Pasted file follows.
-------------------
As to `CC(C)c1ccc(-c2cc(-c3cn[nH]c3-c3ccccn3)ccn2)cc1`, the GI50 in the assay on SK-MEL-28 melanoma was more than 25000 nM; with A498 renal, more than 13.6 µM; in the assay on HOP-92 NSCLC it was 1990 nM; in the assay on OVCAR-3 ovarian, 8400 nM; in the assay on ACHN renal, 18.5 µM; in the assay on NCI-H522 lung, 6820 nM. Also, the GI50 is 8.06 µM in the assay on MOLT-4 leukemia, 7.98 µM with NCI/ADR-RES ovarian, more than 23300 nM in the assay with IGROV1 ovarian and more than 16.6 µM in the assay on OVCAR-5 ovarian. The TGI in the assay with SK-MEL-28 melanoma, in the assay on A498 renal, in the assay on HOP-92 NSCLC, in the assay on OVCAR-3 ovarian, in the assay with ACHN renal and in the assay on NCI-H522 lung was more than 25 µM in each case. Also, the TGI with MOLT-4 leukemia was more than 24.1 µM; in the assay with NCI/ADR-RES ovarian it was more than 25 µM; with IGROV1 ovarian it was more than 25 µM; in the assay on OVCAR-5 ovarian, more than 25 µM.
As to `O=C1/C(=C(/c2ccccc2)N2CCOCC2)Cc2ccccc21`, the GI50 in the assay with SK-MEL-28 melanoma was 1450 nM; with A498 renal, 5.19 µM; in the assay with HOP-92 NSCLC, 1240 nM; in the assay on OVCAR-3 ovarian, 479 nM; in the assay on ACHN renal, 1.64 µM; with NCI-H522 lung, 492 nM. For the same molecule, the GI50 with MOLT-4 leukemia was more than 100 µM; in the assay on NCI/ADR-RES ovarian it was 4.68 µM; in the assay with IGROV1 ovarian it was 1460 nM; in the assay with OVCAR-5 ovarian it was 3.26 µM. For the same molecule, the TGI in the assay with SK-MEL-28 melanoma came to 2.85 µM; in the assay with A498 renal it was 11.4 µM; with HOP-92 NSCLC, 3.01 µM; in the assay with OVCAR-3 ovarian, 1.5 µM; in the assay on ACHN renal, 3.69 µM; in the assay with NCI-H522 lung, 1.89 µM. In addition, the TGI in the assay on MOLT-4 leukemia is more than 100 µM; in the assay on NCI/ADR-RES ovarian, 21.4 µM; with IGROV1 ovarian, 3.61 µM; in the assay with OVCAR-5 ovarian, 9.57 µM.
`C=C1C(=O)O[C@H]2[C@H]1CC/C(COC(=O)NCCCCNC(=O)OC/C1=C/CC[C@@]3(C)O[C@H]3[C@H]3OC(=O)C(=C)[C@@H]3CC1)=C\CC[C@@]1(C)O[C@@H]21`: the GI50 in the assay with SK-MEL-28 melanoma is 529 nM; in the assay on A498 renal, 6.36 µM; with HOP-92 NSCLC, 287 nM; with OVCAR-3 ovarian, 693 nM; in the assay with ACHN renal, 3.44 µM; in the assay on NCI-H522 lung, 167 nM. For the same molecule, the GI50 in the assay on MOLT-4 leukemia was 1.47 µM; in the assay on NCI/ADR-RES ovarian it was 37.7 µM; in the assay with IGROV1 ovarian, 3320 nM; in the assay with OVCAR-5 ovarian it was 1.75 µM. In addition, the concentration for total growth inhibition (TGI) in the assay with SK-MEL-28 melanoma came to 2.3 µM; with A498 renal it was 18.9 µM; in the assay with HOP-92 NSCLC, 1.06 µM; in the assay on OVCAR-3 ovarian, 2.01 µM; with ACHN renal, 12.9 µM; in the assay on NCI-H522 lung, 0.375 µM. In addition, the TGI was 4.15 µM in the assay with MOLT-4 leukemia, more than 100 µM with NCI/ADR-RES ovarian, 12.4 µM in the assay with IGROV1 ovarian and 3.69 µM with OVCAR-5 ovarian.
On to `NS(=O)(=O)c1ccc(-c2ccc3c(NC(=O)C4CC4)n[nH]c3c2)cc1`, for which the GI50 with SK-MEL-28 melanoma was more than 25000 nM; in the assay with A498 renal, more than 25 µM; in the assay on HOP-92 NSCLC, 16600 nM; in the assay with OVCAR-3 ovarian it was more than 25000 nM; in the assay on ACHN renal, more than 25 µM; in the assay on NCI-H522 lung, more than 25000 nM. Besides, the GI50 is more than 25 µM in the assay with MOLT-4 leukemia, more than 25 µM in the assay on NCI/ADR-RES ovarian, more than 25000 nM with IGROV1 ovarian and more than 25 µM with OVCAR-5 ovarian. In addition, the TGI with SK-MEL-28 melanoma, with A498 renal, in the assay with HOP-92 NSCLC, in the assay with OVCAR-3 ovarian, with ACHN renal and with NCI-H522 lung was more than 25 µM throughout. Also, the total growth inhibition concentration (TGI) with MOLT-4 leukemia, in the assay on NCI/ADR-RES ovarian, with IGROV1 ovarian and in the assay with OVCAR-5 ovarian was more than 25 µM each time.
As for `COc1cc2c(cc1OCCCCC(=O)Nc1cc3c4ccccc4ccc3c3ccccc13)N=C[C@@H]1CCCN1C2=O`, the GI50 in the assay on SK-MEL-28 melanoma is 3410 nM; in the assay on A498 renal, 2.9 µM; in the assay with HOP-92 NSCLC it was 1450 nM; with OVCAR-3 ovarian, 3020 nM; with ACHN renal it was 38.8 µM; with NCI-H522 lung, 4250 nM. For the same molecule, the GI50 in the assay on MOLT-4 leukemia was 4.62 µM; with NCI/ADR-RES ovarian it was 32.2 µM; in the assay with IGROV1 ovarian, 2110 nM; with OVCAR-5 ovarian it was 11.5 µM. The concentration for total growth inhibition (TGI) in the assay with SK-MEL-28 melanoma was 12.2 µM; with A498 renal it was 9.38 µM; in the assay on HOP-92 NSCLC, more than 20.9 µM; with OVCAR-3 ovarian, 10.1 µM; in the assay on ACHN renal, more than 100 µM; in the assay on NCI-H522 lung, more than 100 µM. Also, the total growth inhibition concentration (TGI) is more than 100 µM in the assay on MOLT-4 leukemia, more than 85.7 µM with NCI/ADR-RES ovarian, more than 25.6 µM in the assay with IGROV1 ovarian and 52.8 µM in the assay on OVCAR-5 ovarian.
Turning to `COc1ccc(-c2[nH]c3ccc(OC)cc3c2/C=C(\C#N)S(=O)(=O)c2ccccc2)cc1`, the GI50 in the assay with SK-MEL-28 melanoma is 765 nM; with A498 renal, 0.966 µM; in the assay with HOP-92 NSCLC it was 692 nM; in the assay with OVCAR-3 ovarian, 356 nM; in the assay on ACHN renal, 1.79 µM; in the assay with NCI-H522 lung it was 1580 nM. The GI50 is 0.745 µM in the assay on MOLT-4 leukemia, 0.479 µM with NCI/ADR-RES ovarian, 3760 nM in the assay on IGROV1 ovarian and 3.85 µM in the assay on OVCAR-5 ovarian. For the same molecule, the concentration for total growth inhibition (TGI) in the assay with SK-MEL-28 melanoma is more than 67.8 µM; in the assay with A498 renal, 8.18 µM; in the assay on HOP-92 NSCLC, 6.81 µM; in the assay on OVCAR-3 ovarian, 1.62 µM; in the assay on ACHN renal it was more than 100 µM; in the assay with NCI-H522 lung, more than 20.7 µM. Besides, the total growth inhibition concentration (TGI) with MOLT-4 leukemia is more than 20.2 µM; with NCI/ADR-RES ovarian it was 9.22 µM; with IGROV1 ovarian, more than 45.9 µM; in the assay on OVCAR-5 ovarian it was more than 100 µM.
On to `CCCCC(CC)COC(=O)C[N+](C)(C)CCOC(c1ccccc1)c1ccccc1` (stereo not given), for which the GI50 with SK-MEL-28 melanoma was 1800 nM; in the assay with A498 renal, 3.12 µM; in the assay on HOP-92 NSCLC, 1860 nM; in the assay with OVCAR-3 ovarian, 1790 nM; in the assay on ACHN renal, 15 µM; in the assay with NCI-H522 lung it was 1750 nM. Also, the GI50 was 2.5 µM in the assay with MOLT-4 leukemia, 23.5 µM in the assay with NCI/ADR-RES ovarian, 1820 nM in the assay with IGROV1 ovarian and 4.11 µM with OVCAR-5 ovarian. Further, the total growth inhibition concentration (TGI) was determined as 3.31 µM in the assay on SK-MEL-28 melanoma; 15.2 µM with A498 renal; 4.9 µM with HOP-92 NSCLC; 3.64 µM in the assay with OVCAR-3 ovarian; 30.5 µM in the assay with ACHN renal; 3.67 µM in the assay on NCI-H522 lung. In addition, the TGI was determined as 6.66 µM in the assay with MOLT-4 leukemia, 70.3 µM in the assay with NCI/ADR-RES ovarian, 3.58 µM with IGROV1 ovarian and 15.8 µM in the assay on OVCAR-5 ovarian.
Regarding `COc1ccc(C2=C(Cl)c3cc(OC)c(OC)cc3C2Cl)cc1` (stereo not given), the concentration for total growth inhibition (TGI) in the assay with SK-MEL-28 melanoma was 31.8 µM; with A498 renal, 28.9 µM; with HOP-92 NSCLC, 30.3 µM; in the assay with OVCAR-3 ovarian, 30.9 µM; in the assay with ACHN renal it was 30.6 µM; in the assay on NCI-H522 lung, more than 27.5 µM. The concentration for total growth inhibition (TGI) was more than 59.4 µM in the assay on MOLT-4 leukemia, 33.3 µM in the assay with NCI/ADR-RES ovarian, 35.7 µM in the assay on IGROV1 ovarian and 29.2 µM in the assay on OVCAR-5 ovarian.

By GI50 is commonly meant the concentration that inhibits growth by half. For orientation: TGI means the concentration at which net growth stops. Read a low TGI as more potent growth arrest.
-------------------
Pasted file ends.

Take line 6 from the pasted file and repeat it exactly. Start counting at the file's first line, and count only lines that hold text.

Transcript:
Turning to `COc1ccc(-c2[nH]c3ccc(OC)cc3c2/C=C(\C#N)S(=O)(=O)c2ccccc2)cc1`, the GI50 in the assay with SK-MEL-28 melanoma is 765 nM; with A498 renal, 0.966 µM; in the assay with HOP-92 NSCLC it was 692 nM; in the assay with OVCAR-3 ovarian, 356 nM; in the assay on ACHN renal, 1.79 µM; in the assay with NCI-H522 lung it was 1580 nM. The GI50 is 0.745 µM in the assay on MOLT-4 leukemia, 0.479 µM with NCI/ADR-RES ovarian, 3760 nM in the assay on IGROV1 ovarian and 3.85 µM in the assay on OVCAR-5 ovarian. For the same molecule, the concentration for total growth inhibition (TGI) in the assay with SK-MEL-28 melanoma is more than 67.8 µM; in the assay with A498 renal, 8.18 µM; in the assay on HOP-92 NSCLC, 6.81 µM; in the assay on OVCAR-3 ovarian, 1.62 µM; in the assay on ACHN renal it was more than 100 µM; in the assay with NCI-H522 lung, more than 20.7 µM. Besides, the total growth inhibition concentration (TGI) with MOLT-4 leukemia is more than 20.2 µM; with NCI/ADR-RES ovarian it was 9.22 µM; with IGROV1 ovarian, more than 45.9 µM; in the assay on OVCAR-5 ovarian it was more than 100 µM.